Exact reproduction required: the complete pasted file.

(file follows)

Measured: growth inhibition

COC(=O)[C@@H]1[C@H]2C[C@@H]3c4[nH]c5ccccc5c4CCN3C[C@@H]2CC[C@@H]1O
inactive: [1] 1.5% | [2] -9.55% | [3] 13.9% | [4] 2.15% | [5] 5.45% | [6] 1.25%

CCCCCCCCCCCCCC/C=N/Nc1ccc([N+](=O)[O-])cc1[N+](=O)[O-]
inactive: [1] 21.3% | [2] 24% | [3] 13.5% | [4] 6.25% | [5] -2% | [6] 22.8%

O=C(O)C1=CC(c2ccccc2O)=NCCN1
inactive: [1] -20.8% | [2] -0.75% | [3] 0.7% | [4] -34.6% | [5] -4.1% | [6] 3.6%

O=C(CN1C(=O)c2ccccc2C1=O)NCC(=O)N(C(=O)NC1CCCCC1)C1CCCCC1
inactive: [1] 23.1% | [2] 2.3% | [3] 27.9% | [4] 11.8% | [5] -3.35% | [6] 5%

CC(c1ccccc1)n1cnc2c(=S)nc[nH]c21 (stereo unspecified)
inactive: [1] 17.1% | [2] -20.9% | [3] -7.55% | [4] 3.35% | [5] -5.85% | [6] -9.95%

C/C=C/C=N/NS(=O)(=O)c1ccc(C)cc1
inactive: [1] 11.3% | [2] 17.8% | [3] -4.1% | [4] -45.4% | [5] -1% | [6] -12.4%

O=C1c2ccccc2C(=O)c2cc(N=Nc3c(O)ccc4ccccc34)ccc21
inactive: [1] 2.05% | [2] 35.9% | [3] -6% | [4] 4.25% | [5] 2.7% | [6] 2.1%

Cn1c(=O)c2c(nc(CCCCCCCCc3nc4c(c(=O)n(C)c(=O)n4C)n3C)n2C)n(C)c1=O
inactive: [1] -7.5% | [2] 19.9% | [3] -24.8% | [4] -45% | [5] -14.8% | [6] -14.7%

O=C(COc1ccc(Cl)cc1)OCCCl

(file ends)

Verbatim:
Measured: growth inhibition

COC(=O)[C@@H]1[C@H]2C[C@@H]3c4[nH]c5ccccc5c4CCN3C[C@@H]2CC[C@@H]1O
inactive: [1] 1.5% | [2] -9.55% | [3] 13.9% | [4] 2.15% | [5] 5.45% | [6] 1.25%

CCCCCCCCCCCCCC/C=N/Nc1ccc([N+](=O)[O-])cc1[N+](=O)[O-]
inactive: [1] 21.3% | [2] 24% | [3] 13.5% | [4] 6.25% | [5] -2% | [6] 22.8%

O=C(O)C1=CC(c2ccccc2O)=NCCN1
inactive: [1] -20.8% | [2] -0.75% | [3] 0.7% | [4] -34.6% | [5] -4.1% | [6] 3.6%

O=C(CN1C(=O)c2ccccc2C1=O)NCC(=O)N(C(=O)NC1CCCCC1)C1CCCCC1
inactive: [1] 23.1% | [2] 2.3% | [3] 27.9% | [4] 11.8% | [5] -3.35% | [6] 5%

CC(c1ccccc1)n1cnc2c(=S)nc[nH]c21 (stereo unspecified)
inactive: [1] 17.1% | [2] -20.9% | [3] -7.55% | [4] 3.35% | [5] -5.85% | [6] -9.95%

C/C=C/C=N/NS(=O)(=O)c1ccc(C)cc1
inactive: [1] 11.3% | [2] 17.8% | [3] -4.1% | [4] -45.4% | [5] -1% | [6] -12.4%

O=C1c2ccccc2C(=O)c2cc(N=Nc3c(O)ccc4ccccc34)ccc21
inactive: [1] 2.05% | [2] 35.9% | [3] -6% | [4] 4.25% | [5] 2.7% | [6] 2.1%

Cn1c(=O)c2c(nc(CCCCCCCCc3nc4c(c(=O)n(C)c(=O)n4C)n3C)n2C)n(C)c1=O
inactive: [1] -7.5% | [2] 19.9% | [3] -24.8% | [4] -45% | [5] -14.8% | [6] -14.7%

O=C(COc1ccc(Cl)cc1)OCCCl